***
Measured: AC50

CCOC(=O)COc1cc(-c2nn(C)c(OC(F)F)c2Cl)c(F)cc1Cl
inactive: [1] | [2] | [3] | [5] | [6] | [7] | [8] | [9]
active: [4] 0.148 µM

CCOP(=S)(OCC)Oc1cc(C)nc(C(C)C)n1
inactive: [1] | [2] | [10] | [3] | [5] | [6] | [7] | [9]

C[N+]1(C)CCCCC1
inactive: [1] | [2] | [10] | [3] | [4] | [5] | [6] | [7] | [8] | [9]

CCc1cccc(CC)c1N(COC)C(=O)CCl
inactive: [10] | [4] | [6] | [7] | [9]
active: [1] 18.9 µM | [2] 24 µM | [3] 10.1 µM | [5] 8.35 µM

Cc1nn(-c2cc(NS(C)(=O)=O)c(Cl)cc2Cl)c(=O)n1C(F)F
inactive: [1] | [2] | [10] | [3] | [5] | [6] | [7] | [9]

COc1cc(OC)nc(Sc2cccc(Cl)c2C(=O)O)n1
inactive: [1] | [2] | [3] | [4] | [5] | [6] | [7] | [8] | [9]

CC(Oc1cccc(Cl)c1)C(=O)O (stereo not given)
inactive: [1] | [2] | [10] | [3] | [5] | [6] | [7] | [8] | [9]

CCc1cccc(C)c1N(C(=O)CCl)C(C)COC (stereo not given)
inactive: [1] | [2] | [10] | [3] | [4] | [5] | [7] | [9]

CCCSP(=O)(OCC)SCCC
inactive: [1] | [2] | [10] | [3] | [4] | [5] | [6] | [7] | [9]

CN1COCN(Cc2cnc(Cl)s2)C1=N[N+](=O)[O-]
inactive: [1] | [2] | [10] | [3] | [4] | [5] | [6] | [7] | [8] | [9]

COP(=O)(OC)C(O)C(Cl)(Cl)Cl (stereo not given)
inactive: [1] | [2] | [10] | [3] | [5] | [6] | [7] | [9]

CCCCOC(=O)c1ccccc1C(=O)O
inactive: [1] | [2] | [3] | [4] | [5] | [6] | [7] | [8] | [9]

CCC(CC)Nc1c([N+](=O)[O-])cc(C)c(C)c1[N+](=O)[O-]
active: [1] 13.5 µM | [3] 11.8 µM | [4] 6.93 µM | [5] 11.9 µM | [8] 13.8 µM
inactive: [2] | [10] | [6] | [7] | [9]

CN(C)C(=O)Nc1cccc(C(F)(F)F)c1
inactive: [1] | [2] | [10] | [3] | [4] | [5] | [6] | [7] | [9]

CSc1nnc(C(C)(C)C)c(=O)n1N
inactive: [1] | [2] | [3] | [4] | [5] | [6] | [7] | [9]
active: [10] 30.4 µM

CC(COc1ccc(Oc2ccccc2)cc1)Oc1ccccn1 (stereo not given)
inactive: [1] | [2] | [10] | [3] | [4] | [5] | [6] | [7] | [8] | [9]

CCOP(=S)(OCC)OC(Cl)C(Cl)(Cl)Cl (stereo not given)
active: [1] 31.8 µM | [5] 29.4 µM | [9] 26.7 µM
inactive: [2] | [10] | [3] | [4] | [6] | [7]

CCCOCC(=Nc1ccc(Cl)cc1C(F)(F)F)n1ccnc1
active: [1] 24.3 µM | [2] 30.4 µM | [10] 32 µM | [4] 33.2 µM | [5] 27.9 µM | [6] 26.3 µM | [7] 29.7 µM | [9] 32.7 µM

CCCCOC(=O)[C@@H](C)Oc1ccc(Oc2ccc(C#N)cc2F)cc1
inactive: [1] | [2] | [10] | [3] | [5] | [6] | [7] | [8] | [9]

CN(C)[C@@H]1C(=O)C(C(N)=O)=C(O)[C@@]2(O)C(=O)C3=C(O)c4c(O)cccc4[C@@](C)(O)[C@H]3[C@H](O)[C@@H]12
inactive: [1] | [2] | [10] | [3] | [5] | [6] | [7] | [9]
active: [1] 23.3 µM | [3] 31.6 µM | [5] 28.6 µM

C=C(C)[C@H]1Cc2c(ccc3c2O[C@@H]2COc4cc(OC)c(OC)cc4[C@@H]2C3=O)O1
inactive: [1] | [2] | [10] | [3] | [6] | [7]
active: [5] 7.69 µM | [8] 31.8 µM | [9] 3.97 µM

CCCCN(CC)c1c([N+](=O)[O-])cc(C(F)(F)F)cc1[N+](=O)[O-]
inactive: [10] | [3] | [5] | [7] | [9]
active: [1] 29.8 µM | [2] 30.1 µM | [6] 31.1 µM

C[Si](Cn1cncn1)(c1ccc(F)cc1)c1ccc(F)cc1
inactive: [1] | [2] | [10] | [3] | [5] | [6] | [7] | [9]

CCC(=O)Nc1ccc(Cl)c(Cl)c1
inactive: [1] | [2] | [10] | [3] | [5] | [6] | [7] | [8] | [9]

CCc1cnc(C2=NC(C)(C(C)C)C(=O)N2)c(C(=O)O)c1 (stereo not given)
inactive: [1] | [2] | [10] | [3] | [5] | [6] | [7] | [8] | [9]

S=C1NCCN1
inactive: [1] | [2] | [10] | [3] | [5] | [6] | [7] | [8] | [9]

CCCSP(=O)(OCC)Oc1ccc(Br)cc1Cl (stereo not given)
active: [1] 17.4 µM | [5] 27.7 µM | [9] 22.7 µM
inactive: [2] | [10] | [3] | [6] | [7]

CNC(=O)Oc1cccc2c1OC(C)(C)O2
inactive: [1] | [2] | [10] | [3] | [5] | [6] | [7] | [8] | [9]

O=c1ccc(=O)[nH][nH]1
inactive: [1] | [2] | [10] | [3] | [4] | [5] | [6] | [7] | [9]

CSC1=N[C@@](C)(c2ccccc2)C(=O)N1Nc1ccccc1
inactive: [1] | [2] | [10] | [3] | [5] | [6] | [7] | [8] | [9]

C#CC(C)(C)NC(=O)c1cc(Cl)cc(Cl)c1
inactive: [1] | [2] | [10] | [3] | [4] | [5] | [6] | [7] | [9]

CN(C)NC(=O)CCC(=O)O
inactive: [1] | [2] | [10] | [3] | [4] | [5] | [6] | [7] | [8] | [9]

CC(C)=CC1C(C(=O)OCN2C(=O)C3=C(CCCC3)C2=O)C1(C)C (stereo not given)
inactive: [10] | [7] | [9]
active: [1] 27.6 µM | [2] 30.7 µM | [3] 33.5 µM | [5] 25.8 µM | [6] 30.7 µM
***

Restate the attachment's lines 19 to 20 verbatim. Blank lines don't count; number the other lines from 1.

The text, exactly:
inactive: [1] | [2] | [10] | [3] | [4] | [5] | [7] | [9]

CCCSP(=O)(OCC)SCCC